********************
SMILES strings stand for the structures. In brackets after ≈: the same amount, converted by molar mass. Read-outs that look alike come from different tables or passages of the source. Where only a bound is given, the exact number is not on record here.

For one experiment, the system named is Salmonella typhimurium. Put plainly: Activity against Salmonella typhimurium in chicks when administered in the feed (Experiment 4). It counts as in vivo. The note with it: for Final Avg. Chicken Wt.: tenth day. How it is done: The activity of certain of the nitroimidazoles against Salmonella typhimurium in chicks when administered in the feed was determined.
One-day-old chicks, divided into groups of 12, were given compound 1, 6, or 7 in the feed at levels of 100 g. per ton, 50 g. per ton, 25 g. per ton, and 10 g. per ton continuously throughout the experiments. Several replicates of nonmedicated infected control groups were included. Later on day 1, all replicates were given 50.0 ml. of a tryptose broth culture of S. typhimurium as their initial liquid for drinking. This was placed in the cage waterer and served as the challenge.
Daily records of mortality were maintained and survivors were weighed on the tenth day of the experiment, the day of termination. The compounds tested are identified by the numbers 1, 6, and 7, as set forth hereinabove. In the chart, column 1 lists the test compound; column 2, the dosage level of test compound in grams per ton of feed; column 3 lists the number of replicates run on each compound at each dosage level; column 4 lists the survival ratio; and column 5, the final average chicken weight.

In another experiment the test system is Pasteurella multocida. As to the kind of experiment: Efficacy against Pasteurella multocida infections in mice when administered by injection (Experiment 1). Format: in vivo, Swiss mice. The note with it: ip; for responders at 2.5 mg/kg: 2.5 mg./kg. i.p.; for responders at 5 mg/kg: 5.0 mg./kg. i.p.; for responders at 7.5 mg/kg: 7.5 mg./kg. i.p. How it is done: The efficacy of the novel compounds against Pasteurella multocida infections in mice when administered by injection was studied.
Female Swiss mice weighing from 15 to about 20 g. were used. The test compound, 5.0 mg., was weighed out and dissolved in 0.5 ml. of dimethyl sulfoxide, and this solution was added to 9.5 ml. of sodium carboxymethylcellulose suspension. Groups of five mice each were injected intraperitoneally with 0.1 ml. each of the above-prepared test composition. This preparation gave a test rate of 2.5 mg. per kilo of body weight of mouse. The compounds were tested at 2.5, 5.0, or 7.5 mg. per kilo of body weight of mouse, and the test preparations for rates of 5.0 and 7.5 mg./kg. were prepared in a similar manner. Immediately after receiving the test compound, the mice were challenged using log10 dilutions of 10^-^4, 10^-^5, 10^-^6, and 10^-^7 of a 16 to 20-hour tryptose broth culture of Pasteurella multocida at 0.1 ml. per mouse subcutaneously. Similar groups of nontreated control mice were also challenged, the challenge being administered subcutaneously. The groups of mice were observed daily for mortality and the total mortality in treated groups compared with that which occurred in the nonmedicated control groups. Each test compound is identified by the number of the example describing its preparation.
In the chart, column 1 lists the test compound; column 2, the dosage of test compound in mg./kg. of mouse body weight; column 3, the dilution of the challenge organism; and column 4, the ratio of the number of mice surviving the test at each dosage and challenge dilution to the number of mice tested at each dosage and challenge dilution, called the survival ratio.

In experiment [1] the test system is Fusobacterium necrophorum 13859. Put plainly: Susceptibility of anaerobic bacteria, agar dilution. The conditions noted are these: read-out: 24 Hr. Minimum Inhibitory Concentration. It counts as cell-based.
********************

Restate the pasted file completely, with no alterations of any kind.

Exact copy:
SMILES strings stand for the structures. In brackets after ≈: the same amount, converted by molar mass. Read-outs that look alike come from different tables or passages of the source. Where only a bound is given, the exact number is not on record here.

For one experiment, the system named is Salmonella typhimurium. Put plainly: Activity against Salmonella typhimurium in chicks when administered in the feed (Experiment 4). It counts as in vivo. The note with it: for Final Avg. Chicken Wt.: tenth day. How it is done: The activity of certain of the nitroimidazoles against Salmonella typhimurium in chicks when administered in the feed was determined.
One-day-old chicks, divided into groups of 12, were given compound 1, 6, or 7 in the feed at levels of 100 g. per ton, 50 g. per ton, 25 g. per ton, and 10 g. per ton continuously throughout the experiments. Several replicates of nonmedicated infected control groups were included. Later on day 1, all replicates were given 50.0 ml. of a tryptose broth culture of S. typhimurium as their initial liquid for drinking. This was placed in the cage waterer and served as the challenge.
Daily records of mortality were maintained and survivors were weighed on the tenth day of the experiment, the day of termination. The compounds tested are identified by the numbers 1, 6, and 7, as set forth hereinabove. In the chart, column 1 lists the test compound; column 2, the dosage level of test compound in grams per ton of feed; column 3 lists the number of replicates run on each compound at each dosage level; column 4 lists the survival ratio; and column 5, the final average chicken weight.

In another experiment the test system is Pasteurella multocida. As to the kind of experiment: Efficacy against Pasteurella multocida infections in mice when administered by injection (Experiment 1). Format: in vivo, Swiss mice. The note with it: ip; for responders at 2.5 mg/kg: 2.5 mg./kg. i.p.; for responders at 5 mg/kg: 5.0 mg./kg. i.p.; for responders at 7.5 mg/kg: 7.5 mg./kg. i.p. How it is done: The efficacy of the novel compounds against Pasteurella multocida infections in mice when administered by injection was studied.
Female Swiss mice weighing from 15 to about 20 g. were used. The test compound, 5.0 mg., was weighed out and dissolved in 0.5 ml. of dimethyl sulfoxide, and this solution was added to 9.5 ml. of sodium carboxymethylcellulose suspension. Groups of five mice each were injected intraperitoneally with 0.1 ml. each of the above-prepared test composition. This preparation gave a test rate of 2.5 mg. per kilo of body weight of mouse. The compounds were tested at 2.5, 5.0, or 7.5 mg. per kilo of body weight of mouse, and the test preparations for rates of 5.0 and 7.5 mg./kg. were prepared in a similar manner. Immediately after receiving the test compound, the mice were challenged using log10 dilutions of 10^-^4, 10^-^5, 10^-^6, and 10^-^7 of a 16 to 20-hour tryptose broth culture of Pasteurella multocida at 0.1 ml. per mouse subcutaneously. Similar groups of nontreated control mice were also challenged, the challenge being administered subcutaneously. The groups of mice were observed daily for mortality and the total mortality in treated groups compared with that which occurred in the nonmedicated control groups. Each test compound is identified by the number of the example describing its preparation.
In the chart, column 1 lists the test compound; column 2, the dosage of test compound in mg./kg. of mouse body weight; column 3, the dilution of the challenge organism; and column 4, the ratio of the number of mice surviving the test at each dosage and challenge dilution to the number of mice tested at each dosage and challenge dilution, called the survival ratio.

In experiment [1] the test system is Fusobacterium necrophorum 13859. Put plainly: Susceptibility of anaerobic bacteria, agar dilution. The conditions noted are these: read-out: 24 Hr. Minimum Inhibitory Concentration. It counts as cell-based.